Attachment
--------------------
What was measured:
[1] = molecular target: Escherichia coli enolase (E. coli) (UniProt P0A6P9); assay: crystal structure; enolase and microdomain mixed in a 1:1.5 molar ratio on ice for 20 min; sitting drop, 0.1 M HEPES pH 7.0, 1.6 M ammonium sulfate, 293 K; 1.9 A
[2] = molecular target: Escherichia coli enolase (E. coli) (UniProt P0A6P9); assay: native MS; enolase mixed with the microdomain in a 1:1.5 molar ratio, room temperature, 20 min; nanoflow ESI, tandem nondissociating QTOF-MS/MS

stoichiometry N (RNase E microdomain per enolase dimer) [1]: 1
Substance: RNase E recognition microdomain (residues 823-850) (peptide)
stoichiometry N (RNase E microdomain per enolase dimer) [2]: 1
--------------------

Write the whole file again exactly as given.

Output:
What was measured:
[1] = molecular target: Escherichia coli enolase (E. coli) (UniProt P0A6P9); assay: crystal structure; enolase and microdomain mixed in a 1:1.5 molar ratio on ice for 20 min; sitting drop, 0.1 M HEPES pH 7.0, 1.6 M ammonium sulfate, 293 K; 1.9 A
[2] = molecular target: Escherichia coli enolase (E. coli) (UniProt P0A6P9); assay: native MS; enolase mixed with the microdomain in a 1:1.5 molar ratio, room temperature, 20 min; nanoflow ESI, tandem nondissociating QTOF-MS/MS

stoichiometry N (RNase E microdomain per enolase dimer) [1]: 1
Substance: RNase E recognition microdomain (residues 823-850) (peptide)
stoichiometry N (RNase E microdomain per enolase dimer) [2]: 1